Recent research has begun to address how CCTV operators in the modern control room attempt to search for crime (e.g., Howard et al., 2011). However, an often-neglected element of the CCTV task is that the operators have at their disposal a multiplexed wall of scenes, and a single spot-monitor on which they can select any of these feeds for inspection. Here we examined how 2 trained CCTV operators used these sources of information to search from crime during a morning, afternoon, and night-time shift. We found that they spent surprisingly little time viewing the multiplex wall, instead preferentially spending most of their time searching on the single-scene spot-monitor. Such search must require a sophisticated understanding of the surveilled environment, as the operators must make their selection of which screen to view based on their prediction of where crime is likely to occur. This seems to be reflected in the difference in the screens that they selected to view at different times of the day. For example, night-clubs received close monitoring at night, but were seldom viewed in mid-morning. Such narrowing of search based on a contextual understanding of an environment is not a new idea (e.g., Torralba et al., 2006), and appears to contribute to operator's selection strategy. This research prompts new questions regarding the nature of representation that operators have of their environment, and how they might develop expectation-based search strategies to countermand the demands of the large influx of visual information. Future research should ensure not to neglect examination of operator behavior “in the wild” (Hutchins, 1995a), as such insights are difficult to gain from laboratory based paradigms alone.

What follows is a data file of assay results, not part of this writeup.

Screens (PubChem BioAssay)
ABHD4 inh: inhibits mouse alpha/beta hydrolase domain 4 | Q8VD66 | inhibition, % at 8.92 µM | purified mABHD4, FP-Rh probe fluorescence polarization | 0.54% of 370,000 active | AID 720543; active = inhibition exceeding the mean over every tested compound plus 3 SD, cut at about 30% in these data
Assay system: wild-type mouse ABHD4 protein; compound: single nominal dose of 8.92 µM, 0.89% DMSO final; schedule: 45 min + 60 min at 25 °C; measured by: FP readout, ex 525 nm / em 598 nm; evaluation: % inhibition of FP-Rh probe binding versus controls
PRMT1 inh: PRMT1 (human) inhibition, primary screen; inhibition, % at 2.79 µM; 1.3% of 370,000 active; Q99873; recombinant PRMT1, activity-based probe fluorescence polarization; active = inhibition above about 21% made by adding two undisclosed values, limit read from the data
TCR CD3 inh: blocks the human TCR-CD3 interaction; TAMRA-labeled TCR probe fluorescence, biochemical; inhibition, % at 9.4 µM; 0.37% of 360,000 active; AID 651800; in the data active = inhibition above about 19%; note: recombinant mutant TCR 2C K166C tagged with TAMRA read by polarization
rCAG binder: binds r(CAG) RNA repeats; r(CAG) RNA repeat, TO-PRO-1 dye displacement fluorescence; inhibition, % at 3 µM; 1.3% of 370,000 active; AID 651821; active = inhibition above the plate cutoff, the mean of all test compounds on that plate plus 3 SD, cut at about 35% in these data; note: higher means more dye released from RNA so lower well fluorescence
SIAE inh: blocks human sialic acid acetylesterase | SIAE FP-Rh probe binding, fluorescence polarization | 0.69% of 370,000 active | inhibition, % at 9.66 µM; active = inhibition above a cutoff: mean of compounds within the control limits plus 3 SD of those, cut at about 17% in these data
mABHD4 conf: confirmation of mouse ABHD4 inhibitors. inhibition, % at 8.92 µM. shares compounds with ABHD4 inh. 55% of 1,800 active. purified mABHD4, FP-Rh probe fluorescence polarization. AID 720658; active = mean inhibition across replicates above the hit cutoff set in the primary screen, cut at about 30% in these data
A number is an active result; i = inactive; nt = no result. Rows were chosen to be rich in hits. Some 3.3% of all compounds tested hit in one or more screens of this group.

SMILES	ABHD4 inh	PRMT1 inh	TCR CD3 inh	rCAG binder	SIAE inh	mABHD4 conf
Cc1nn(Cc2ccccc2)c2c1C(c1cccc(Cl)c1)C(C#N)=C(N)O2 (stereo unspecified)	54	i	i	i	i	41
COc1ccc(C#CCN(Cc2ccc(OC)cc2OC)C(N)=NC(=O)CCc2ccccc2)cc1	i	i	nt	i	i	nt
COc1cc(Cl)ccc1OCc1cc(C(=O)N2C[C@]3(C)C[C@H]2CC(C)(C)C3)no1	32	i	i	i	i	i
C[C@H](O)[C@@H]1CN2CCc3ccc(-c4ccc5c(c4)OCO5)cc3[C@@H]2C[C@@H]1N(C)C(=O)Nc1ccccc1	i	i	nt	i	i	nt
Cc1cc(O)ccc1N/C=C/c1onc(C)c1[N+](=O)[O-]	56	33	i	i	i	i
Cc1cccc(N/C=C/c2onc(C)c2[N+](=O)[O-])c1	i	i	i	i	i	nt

Stainer, M. J., Scott-Brown, K. C., & Tatler, B. W. (2013). Looking for trouble: a description of oculomotor search strategies during live CCTV operation. Frontiers in Human Neuroscience, 7, . https://doi.org/10.3389/fnhum.2013.00615